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'The good Lord was with me:' Bridge City veteran recalls surviving attack on Pearl Harbor

Cedric Stout, 98, told 12News that he didn't think he'd survive the Japanese attack

BRIDGE CITY, Texas — December 7, 1941. 

It's a date that lives in infamy. It was the day that Japanese fighters attacked the naval base at Pearl Harbor. 

The attack was a Sunday morning stunner that led to the United States' formal entry into World War II. 

It's a day that one Bridge City veteran has never forgotten.

"I didn't think I would make it here," Cedric Stout told 12News as he recalled being at Pearl Harbor on the day of the attack. 

Stout says he didn't think he would survive. Surrounded by explosions and chaos, Stout, just 20 years old, put on his Navy uniform and fought to get out alive. 

"I put my head out of the port hole, and a bullet flew right over my head," Stout recalled. 

Stout was a motor machinist second class aboard the USS Utah, the first ship struck by Japan during the attack. 

Stout remembers two bombs and three torpedoes hitting the Utah. Stout's crew lost 64 members, all who were killed as the ship sank. 2,403 people were killed during the hours-long attack.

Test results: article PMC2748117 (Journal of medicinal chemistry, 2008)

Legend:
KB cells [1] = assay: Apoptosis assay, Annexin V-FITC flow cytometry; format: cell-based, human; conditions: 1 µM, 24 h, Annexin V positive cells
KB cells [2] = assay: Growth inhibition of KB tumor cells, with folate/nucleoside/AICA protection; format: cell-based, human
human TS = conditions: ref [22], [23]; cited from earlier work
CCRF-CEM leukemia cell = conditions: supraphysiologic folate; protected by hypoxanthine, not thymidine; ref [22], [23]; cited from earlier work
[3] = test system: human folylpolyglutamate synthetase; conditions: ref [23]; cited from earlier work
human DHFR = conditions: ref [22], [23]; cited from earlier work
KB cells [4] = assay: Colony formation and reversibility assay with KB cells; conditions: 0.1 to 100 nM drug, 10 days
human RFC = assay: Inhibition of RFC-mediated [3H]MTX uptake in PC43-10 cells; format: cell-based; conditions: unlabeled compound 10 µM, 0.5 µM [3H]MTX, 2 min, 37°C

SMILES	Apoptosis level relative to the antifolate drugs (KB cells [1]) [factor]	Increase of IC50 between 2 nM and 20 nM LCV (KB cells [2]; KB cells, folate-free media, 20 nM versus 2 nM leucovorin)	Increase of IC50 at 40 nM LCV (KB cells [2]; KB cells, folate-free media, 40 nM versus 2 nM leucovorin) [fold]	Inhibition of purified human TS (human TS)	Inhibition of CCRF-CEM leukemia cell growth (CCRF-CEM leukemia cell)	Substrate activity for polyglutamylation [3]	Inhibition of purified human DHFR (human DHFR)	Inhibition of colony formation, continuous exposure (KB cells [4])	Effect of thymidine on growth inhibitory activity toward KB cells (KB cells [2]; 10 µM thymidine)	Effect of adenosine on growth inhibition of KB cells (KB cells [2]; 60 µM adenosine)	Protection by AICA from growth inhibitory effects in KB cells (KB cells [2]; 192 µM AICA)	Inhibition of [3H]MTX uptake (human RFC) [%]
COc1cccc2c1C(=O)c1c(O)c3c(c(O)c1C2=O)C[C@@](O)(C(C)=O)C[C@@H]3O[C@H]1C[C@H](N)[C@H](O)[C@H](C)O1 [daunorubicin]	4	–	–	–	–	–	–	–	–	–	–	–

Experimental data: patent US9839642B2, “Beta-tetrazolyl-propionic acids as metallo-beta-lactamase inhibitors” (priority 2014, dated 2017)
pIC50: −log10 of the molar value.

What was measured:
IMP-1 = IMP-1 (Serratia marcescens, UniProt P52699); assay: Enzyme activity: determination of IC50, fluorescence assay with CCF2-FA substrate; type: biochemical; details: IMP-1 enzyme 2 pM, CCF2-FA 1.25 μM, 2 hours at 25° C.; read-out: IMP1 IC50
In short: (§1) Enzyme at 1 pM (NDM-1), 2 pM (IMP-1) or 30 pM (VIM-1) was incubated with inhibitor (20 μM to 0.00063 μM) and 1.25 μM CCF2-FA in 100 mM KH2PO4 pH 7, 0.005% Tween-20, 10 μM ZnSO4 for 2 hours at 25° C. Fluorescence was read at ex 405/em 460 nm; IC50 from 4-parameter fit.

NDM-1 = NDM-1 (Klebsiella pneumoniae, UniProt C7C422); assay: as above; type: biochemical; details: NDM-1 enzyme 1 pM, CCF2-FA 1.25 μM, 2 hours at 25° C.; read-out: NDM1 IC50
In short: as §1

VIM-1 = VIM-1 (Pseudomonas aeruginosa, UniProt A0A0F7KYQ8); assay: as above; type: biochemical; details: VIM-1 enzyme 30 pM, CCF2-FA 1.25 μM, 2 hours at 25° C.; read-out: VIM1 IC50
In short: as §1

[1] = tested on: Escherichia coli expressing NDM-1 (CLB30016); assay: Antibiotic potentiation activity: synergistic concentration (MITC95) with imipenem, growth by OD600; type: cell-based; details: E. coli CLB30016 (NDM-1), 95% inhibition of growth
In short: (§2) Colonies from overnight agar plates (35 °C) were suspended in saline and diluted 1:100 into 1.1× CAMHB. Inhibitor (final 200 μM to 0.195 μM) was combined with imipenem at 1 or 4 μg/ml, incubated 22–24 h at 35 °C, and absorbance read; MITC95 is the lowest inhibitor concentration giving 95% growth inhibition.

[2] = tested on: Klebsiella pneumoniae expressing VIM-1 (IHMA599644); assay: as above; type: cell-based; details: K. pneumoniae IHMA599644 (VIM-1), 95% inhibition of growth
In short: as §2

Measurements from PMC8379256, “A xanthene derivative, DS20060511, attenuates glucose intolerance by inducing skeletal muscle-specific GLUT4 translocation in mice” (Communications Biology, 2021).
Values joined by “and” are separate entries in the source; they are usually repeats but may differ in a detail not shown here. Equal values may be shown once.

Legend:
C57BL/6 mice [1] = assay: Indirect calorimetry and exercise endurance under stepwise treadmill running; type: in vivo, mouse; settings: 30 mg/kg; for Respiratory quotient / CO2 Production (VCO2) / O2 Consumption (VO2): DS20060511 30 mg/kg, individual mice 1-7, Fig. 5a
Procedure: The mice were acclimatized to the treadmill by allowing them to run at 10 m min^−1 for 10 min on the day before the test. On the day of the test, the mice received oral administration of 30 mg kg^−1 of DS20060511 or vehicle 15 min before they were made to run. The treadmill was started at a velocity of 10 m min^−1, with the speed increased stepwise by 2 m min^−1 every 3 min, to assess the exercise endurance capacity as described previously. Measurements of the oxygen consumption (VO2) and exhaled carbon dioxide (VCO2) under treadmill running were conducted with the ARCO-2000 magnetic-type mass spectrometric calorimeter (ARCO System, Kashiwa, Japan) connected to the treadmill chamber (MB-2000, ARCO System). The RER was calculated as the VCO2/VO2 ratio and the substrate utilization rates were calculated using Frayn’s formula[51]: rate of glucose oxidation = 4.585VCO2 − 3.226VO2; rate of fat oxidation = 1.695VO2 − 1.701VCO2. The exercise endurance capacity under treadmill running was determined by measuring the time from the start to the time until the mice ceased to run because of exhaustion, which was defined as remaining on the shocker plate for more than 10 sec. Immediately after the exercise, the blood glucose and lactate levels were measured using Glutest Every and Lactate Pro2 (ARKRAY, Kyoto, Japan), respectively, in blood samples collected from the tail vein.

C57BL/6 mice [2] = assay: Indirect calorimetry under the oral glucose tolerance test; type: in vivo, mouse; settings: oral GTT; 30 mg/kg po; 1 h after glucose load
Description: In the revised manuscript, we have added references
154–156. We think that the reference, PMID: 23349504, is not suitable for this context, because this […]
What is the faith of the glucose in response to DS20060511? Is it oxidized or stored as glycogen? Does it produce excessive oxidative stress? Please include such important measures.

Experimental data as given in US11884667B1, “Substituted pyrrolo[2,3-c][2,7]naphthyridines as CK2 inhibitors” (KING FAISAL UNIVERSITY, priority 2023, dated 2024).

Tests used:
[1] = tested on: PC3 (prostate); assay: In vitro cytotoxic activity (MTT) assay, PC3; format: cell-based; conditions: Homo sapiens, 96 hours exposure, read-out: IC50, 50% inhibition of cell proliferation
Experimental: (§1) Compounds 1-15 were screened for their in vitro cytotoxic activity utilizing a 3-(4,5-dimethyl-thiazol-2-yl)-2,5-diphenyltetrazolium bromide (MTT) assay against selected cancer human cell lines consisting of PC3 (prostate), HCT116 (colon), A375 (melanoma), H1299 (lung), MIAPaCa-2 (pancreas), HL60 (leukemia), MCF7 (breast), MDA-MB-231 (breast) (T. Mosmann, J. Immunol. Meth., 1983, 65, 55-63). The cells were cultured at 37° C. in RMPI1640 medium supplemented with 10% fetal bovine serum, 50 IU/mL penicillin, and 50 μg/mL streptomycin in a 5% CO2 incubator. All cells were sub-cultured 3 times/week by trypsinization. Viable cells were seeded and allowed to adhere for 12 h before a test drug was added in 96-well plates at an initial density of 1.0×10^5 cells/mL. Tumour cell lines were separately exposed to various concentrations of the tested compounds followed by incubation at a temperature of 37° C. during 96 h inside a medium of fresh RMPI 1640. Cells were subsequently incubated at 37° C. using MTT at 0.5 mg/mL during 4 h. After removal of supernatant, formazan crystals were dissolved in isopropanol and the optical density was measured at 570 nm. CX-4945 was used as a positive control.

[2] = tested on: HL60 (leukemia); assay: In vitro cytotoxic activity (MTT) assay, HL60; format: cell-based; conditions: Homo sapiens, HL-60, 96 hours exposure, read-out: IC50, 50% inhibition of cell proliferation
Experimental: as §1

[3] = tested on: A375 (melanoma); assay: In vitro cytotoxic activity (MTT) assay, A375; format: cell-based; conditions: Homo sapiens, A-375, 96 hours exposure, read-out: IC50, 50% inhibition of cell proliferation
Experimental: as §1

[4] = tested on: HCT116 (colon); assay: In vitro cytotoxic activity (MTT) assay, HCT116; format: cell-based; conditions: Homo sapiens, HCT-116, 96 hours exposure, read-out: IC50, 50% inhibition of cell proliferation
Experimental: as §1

"I don't like to talk about it too much," a humble Stout said as he remembered the loss. 

Stout is now 98 and is believed to be the last known Pearl Harbor survivor in Southeast Texas. He is only one of three survivors from the USS Utah still alive.

He was honored with other WWII veterans by the Orange County Commissioners last week. They declared November 5 as 'Cedric Stout Day'. 

The commissioners wanted to honor Stout for his bravery and sacrifice. 

"I think about it a whole lot," Stout said. "I think about how I ever went through all that mess, and how I'm still alive. The good Lord was with me."

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